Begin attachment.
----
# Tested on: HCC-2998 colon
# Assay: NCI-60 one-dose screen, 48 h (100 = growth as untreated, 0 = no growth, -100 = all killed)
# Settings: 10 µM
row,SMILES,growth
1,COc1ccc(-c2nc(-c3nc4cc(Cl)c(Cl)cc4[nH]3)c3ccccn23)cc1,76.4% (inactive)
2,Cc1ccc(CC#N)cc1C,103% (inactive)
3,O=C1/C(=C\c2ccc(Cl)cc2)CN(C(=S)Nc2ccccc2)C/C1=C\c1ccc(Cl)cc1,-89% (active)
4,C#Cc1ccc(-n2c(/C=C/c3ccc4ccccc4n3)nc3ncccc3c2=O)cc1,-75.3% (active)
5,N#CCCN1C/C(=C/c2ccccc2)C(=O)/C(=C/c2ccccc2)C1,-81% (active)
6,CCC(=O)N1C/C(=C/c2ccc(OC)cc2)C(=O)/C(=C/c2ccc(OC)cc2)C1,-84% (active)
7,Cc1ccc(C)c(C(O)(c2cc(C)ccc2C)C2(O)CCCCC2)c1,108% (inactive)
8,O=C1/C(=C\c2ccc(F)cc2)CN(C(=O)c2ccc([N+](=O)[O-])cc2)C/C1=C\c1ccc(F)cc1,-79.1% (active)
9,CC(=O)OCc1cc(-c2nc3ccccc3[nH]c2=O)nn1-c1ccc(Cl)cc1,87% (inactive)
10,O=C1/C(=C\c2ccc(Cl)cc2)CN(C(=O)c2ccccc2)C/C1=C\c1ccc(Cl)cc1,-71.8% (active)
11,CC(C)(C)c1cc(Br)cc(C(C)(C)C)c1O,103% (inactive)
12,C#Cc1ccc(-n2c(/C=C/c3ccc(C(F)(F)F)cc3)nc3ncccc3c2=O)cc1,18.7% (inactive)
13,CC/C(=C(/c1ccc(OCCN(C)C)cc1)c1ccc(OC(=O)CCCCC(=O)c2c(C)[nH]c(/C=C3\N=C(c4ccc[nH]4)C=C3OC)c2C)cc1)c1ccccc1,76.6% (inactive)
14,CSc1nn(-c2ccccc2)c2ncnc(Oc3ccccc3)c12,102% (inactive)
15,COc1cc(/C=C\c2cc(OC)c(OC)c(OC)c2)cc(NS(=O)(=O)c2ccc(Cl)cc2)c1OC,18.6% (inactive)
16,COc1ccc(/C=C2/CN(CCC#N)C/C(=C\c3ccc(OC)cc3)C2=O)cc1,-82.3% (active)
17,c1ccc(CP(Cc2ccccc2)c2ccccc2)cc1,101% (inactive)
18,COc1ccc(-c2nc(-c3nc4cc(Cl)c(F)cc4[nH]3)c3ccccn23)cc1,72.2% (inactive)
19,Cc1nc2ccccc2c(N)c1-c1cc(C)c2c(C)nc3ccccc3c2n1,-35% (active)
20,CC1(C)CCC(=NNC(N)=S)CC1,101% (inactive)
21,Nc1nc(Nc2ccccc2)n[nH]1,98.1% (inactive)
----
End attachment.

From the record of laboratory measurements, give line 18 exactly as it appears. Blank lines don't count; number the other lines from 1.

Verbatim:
14,CSc1nn(-c2ccccc2)c2ncnc(Oc3ccccc3)c12,102% (inactive)